In the Philippines, a bishop finds his cathedral destroyed, but keeps hope
IN THE SPRING of 2017, jihadists claiming to be the local branch of ISIS, launched an assault on the city of Marawi, the Philippines. They took control of St. Mary’s Cathedral. The parish priest was held hostage along with a number of cathedral staffers. The priest escaped four months later.
The Filipino army battled the insurgents for nearly five months and the city of 400,000 people—the great majority Muslims—suffered major damage. Three months after the end of the battle, authorities still do not allow access to the city center, which was known as “Ground Zero,” is referred to as the Most Affected Area (MAA)
On Jan. 11, 2018, a small delegation was allowed to visit the MAA. Among the group was Bishop Edwin de la Peña of Marawi, who was able to visit the cathedral for the first time since May 2017. The delegation was the first to enter the area since the war’s conclusion, accompanied by a significant military escort.
As he approached the church, the bishop later confessed, he felt his heart break. The first thing he did was to kneel in silence in front of the devastated altar. Everything has been damaged, including the statues of our Lord and of the Virgin Mary. Bullet holes, burned liturgical furniture, destruction are everywhere. The bishop’s residence, just in front of the cathedral, was totally destroyed.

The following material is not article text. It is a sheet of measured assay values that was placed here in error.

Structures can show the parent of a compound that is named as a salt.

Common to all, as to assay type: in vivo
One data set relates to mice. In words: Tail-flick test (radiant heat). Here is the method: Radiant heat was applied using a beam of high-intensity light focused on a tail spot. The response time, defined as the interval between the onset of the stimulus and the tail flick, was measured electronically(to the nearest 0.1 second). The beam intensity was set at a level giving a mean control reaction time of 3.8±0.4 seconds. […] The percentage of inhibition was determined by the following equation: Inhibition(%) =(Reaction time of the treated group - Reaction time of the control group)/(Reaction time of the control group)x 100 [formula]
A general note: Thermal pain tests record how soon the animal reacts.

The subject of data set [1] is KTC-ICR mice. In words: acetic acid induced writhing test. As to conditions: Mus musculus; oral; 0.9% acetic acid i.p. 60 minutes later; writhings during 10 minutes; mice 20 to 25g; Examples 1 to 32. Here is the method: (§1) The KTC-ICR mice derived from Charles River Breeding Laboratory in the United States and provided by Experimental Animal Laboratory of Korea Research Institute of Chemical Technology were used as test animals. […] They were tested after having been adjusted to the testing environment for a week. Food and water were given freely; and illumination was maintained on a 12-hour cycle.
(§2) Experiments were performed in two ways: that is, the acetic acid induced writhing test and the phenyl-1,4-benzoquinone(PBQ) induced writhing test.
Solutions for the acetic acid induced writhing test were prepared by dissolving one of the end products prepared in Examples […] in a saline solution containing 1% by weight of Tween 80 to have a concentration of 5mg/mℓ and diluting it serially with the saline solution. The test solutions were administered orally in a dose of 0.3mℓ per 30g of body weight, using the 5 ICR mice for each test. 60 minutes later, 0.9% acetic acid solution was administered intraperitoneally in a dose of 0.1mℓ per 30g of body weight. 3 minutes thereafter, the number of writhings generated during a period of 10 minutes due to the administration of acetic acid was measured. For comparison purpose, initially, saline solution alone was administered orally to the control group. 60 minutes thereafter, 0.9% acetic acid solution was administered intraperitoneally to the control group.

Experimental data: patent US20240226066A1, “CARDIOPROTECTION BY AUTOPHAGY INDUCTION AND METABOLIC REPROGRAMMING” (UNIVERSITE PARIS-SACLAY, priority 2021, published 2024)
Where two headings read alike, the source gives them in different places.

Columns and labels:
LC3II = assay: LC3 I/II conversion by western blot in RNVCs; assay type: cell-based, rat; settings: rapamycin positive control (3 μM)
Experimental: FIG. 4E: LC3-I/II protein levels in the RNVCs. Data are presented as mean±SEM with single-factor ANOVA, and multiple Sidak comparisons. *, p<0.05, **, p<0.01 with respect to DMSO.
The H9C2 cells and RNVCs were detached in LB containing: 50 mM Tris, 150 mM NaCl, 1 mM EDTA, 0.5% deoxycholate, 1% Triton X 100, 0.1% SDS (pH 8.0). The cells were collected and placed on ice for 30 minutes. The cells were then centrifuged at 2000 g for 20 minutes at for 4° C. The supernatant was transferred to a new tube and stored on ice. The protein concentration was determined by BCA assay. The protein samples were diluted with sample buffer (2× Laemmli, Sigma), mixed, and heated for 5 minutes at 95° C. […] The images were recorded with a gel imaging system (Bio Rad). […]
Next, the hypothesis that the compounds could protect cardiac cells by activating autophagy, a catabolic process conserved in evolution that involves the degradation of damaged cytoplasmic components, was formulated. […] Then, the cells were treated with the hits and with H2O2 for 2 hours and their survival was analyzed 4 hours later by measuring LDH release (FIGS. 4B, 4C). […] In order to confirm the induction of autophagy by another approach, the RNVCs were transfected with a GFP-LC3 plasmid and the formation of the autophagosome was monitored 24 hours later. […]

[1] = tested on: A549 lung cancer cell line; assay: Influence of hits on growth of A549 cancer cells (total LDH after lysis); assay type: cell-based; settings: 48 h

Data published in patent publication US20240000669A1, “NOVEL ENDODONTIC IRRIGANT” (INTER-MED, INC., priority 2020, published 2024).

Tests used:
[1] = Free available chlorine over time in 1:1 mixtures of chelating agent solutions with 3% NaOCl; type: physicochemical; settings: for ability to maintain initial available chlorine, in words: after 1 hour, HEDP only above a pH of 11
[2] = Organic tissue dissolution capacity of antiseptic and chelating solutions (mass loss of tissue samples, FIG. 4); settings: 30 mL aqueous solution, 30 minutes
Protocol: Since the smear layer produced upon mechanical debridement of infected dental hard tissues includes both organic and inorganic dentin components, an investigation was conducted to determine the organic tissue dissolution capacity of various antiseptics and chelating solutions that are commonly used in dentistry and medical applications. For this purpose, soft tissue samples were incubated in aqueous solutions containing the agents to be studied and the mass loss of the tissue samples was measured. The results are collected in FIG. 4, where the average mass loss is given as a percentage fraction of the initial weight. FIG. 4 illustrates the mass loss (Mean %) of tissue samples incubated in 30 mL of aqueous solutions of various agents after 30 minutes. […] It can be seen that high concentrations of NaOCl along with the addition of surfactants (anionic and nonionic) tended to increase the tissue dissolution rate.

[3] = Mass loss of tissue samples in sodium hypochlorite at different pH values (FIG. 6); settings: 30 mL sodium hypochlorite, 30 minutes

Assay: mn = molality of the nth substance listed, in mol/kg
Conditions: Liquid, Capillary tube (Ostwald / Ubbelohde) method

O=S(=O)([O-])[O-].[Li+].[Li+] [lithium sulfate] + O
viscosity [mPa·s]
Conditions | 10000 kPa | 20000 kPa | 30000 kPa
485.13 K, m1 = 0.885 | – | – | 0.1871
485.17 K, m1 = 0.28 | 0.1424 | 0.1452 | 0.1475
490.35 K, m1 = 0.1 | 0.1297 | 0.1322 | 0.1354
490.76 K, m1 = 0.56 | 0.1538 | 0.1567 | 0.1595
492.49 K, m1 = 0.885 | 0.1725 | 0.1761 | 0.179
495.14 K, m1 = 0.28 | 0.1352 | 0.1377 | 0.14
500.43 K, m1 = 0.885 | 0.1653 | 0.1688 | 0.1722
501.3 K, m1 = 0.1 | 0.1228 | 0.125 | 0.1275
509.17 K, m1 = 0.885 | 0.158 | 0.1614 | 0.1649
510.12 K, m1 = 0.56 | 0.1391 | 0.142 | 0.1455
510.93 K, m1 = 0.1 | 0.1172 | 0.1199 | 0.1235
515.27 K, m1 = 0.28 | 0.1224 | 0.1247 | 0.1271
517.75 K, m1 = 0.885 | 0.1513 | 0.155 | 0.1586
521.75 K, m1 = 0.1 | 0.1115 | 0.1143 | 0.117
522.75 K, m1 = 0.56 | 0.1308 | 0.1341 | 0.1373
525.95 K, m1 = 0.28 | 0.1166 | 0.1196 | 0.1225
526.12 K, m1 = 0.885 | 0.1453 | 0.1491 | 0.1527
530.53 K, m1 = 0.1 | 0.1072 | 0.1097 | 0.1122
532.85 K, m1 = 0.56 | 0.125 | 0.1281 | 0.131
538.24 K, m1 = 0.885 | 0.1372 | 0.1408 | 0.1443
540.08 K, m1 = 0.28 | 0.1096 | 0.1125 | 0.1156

Nonetheless, the bishop expressed his determination that his priority, rather than the rebuilding of the cathedral, was to ensure the return of the Christian population that had fled the fighting. No need of cathedral if that wasn’t achieved but after the trauma of the war, that goal seemed an incredible challenge.
One of his major reasons for not losing hope is the fact that, among the volunteers working with the Catholic Church to help the people and rebuild trust, there are many young Muslim people. Actually, most of the volunteers are Muslims and they are really engaging with the different programs proposed by the Church.
If this whole nightmare would at least produce a new generation of peace-building volunteer, maybe the possibility of a future remains.
The bishop, the faithful—who before the siege of Marawi City only comprised a minority of 3 percent of the city’s population—and even the volunteers expressed gratitude to Aid to the Church in Need for its support. The bishop and his people have a great responsibility: if they are able to reconcile the Muslim and Christian communities of Marawi City, they can be models for other regions of the world where tension between Muslims and Christians run high.
Mr. Fromager is the director of Aid to the Church in Need-France. He accompanied Bishop de la Peña on his visit to St. Mary’s Cathedral.